“We have an agreement with CBP, If we hear somebody who came through our ports of entry and felt their inspection was not what it should have been, we will let the CBP know and they will use that as a training opportunity for further inspectors,” Wagstrom says. “I think our concerns and aggressiveness has helped the agency make sure they remain vigilant on ASF prevention.”


The CBP’s heightened awareness and the extra beagles on staff have been a progressive step forward, Sundberg says.

“The work that we've done with Customs and Border Protection I think is unprecedented. Having that much interaction with them and their response and willingness to work with us, that's been very good to have that communication back and is a big step forward,” Sundberg says.

While he doesn’t see the role of veterinarians changing much in pork production as traditionally practitioners have been very involved in preventing emerging and foreign animal diseases from entering the herd, Snelson has seen both AASV as an association and individual veterinary members becoming much more active in state and regional response plans.

“We have been very active in collaborative processes with producer groups such as the National Pork Board, National Pork Producers Council and Swine Health Information Center to try to focus efforts on working with both state and federal animal health officials, as well as researchers to try to focus some of their attention and their efforts on making sure that they have addressed concerns for African swine fever,” Snelson says.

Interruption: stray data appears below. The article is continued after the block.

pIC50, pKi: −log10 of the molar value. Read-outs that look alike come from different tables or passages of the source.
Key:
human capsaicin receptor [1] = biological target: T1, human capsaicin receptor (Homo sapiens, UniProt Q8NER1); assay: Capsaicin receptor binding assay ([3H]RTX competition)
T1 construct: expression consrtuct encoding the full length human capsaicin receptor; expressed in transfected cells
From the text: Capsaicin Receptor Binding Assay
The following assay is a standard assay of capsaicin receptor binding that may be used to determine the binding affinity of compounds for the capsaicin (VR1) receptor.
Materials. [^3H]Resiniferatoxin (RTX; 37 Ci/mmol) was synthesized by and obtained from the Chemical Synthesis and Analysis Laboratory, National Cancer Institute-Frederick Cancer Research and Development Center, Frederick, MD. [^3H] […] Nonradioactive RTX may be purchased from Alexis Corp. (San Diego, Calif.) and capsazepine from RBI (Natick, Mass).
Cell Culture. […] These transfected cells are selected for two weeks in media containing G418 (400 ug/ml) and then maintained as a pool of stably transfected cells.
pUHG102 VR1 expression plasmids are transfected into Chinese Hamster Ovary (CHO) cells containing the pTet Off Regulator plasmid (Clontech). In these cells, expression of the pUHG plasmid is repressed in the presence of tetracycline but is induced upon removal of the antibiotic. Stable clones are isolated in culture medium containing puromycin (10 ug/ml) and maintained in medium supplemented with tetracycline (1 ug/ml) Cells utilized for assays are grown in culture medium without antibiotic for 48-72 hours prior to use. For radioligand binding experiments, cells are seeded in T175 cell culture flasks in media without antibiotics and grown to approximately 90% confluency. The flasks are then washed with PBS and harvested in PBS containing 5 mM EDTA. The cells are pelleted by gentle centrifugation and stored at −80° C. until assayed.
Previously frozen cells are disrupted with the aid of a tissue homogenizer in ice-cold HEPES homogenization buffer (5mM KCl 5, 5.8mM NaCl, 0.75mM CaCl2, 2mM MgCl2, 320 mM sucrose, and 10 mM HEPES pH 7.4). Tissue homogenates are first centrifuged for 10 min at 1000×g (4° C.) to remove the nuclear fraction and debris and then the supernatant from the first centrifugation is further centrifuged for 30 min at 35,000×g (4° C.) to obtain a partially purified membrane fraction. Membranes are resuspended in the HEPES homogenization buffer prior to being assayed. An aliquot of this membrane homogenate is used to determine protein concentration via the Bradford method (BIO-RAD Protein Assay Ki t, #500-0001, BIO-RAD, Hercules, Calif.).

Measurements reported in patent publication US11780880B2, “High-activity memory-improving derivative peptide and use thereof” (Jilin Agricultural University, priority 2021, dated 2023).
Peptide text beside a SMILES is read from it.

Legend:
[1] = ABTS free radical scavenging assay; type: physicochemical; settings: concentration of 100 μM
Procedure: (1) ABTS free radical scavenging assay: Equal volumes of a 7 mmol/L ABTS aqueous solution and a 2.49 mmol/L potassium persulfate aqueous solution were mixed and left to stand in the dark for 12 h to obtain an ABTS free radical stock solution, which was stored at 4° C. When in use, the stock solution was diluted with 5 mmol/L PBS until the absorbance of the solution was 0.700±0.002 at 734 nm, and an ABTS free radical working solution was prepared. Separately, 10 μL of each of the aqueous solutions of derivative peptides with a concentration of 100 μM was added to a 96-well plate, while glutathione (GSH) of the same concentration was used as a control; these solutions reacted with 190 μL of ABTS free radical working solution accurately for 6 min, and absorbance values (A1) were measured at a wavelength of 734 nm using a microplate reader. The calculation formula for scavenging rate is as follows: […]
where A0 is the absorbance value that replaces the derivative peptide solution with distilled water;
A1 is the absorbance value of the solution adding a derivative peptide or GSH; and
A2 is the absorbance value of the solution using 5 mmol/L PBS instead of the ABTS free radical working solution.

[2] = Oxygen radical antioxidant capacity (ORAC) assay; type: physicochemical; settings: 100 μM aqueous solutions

According to Wagstrom, most of the tabletop response exercises in the past have focused on FMD. The USDA's APHIS Veterinary Services National Training and Exercise Program exercises, which will conclude in September with the 14 largest pork-producing states, has been key in answering questions about pig movement and regional plans. Over the past year, several states have also opted to have smaller, regional discussions or exercises. For example, Oklahoma has completed two, four-state exercises.

“That's really important because of how pigs move. If we have a lack of consistency of state regulations, in what information states are going to accept, then that's going to be an issue,” Wagstrom says. “Having those regional discussions ahead of time is really important.”

Another new area in FAD response planning this time around has been collaboration with the packing plants and processors.

“Most of the major packers are working with NPPC and other industry organizations, along with CPB, state veterinarians and USDA,” Wagstrom says. “For those issues that had been identified in some of these preplanning tabletop exercises, we can understand how they would function in the case of an outbreak. This is unique to what I believe the industry is doing compared to other countries.”

While this has led to great discussion and collaboration, Wagstrom says the industry still needs to improve on making sure every load of pigs has a Premises Identification Number associated with it and it’s been validated.